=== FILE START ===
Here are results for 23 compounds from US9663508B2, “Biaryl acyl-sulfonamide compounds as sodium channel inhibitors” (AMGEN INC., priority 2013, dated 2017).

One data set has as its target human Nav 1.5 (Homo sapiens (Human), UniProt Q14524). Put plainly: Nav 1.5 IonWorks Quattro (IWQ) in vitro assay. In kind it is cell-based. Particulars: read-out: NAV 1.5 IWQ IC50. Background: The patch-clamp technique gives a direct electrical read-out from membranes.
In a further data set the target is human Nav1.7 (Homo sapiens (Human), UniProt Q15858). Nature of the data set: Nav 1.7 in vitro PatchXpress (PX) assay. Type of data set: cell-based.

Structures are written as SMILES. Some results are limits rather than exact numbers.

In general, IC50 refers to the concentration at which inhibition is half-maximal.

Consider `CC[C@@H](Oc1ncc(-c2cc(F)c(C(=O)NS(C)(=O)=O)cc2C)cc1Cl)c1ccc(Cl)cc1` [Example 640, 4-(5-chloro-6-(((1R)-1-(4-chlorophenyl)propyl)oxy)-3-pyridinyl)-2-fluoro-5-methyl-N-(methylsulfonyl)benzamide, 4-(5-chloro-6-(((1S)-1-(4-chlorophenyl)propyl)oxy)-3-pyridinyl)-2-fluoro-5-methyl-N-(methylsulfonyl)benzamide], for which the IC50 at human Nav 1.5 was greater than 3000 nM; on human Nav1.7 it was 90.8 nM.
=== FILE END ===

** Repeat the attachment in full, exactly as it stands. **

Here are results for 23 compounds from US9663508B2, “Biaryl acyl-sulfonamide compounds as sodium channel inhibitors” (AMGEN INC., priority 2013, dated 2017).

One data set has as its target human Nav 1.5 (Homo sapiens (Human), UniProt Q14524). Put plainly: Nav 1.5 IonWorks Quattro (IWQ) in vitro assay. In kind it is cell-based. Particulars: read-out: NAV 1.5 IWQ IC50. Background: The patch-clamp technique gives a direct electrical read-out from membranes.
In a further data set the target is human Nav1.7 (Homo sapiens (Human), UniProt Q15858). Nature of the data set: Nav 1.7 in vitro PatchXpress (PX) assay. Type of data set: cell-based.

Structures are written as SMILES. Some results are limits rather than exact numbers.

In general, IC50 refers to the concentration at which inhibition is half-maximal.

Consider `CC[C@@H](Oc1ncc(-c2cc(F)c(C(=O)NS(C)(=O)=O)cc2C)cc1Cl)c1ccc(Cl)cc1` [Example 640, 4-(5-chloro-6-(((1R)-1-(4-chlorophenyl)propyl)oxy)-3-pyridinyl)-2-fluoro-5-methyl-N-(methylsulfonyl)benzamide, 4-(5-chloro-6-(((1S)-1-(4-chlorophenyl)propyl)oxy)-3-pyridinyl)-2-fluoro-5-methyl-N-(methylsulfonyl)benzamide], for which the IC50 at human Nav 1.5 was greater than 3000 nM; on human Nav1.7 it was 90.8 nM.